Post-election Violence in Kenya Preventing Nearly 2,400 From Accessing Antiretrovirals, AIDS Council Says
Post-election violence in Kenya has prevented 2,391 HIV-positive people from accessing antiretrovirals, the country's National AIDS Control Council recently said, Business Daily/AllAfrica.com reports. More than 300,000 people have been internally displaced since the violence began in late December 2007. "Basing our estimates on the national prevalence rate, 15,000 HIV-positive people have been affected, with half of them remaining on treatment," NACC said in a statement.
Peter Mutie, head of communications at NACC, said restrictions on movement through some regions of the country have affected the delivery of antiretrovirals. Mutie said preliminary data showed that most of the internally displaced people living with HIV/AIDS are not eating the recommended foods. Mutie noted that efforts have been made in some IDP camps to supply condoms, information and post-exposure prophylaxis for rape survivors. Ten rape cases have been reported so far in three camps in Nairobi, and six have been treated, according to Business Daily/AllAfrica.com.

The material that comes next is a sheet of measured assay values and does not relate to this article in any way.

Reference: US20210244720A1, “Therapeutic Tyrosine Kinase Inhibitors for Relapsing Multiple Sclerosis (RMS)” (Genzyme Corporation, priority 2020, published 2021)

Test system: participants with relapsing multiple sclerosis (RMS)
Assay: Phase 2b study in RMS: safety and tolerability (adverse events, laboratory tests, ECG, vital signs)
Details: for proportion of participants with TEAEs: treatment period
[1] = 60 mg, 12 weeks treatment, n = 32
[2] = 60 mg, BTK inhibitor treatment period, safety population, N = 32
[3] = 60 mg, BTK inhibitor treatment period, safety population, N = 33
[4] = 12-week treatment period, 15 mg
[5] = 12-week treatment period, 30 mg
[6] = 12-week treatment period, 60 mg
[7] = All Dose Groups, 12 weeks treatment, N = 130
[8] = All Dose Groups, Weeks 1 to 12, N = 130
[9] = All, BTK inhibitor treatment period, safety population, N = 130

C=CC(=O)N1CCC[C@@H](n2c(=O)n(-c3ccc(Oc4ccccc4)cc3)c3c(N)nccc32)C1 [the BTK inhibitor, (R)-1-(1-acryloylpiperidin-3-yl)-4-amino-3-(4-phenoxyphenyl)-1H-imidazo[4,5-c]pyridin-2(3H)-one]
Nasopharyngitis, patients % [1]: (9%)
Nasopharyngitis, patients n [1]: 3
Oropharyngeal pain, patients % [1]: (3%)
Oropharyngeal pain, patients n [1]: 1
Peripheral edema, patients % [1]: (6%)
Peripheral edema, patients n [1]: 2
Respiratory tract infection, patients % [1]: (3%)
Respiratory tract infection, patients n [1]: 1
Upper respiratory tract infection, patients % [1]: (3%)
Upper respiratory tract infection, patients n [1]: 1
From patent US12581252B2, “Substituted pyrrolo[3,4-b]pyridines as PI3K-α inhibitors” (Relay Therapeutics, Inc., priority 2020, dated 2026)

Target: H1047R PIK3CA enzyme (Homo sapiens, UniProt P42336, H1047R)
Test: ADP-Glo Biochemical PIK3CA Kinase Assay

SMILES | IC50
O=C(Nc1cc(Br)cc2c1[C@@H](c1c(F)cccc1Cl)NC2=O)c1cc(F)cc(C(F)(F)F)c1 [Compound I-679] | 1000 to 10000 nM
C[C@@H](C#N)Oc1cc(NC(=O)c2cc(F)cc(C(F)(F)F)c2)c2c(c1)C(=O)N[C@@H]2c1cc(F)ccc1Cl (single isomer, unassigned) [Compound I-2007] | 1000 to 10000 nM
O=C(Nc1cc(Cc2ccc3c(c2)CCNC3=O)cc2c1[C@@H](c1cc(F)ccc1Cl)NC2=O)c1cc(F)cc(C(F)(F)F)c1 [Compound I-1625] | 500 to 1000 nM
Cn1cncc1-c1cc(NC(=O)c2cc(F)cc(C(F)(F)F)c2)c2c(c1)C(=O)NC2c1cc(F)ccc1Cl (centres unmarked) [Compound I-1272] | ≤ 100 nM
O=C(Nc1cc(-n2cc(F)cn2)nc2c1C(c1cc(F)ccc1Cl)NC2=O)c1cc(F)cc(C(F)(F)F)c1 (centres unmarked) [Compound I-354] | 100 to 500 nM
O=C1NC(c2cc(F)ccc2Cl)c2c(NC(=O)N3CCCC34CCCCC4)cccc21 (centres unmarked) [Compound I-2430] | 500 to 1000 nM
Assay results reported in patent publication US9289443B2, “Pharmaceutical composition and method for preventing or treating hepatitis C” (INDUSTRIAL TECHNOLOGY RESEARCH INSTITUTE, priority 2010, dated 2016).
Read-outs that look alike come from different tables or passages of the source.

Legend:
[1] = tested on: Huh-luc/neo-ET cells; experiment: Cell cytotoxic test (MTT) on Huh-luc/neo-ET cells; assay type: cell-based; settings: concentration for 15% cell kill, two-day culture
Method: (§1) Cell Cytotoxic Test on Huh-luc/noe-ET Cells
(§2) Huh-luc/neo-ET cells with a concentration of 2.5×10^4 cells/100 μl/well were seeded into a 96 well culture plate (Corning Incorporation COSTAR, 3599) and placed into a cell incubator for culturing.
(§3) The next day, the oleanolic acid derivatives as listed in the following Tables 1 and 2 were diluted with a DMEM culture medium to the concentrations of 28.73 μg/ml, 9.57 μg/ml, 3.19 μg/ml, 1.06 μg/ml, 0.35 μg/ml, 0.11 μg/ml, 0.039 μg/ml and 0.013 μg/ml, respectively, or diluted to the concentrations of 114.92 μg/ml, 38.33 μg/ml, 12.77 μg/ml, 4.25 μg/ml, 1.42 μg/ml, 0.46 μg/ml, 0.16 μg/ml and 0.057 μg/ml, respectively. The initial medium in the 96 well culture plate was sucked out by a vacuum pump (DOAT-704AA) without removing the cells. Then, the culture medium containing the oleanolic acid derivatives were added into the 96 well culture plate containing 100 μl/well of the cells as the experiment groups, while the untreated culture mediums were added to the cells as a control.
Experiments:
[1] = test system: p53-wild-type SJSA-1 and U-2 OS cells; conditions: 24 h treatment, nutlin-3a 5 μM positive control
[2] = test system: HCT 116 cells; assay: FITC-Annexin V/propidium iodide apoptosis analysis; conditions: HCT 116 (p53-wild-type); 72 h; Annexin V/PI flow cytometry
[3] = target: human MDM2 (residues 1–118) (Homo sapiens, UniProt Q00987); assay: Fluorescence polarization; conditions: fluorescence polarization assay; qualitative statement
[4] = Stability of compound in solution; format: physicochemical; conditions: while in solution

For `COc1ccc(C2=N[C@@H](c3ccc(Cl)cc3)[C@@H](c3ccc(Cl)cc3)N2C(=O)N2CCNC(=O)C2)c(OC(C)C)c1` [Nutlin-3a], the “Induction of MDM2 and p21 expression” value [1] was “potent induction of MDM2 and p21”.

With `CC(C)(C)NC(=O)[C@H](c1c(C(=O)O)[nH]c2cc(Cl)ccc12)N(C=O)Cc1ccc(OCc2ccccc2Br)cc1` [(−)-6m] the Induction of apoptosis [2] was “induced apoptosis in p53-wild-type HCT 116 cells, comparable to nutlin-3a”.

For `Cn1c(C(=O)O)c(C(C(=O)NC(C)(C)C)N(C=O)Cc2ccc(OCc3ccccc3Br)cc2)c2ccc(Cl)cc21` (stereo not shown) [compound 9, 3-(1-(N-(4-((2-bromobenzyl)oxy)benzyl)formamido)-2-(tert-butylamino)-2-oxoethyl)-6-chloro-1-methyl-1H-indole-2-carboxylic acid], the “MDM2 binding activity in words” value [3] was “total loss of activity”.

Displacement of people is seen as a heavy setback in the fight against HIV/AIDS, BusinessDaily/AllAfrica.com reports. According to a 2007 UNAIDS report, HIV prevalence in Kenya has decreased from a high of 14% in the mid-1990s to 5% in 2006. Mutie said that if the violence is not "urgently contained, we expect a sharp increase in infections and death of patients due to the poor conditions in the camps and lawlessness that makes it easier for sexual offenses to be committed." He also noted that the economy will suffer as people who cannot access their medicines become ill and are not able to work. "If the situation does not go back to normal, Kenya is going to suffer very much in the fight against AIDS," Mutie said (Business Daily/AllAfrica.com, 2/25).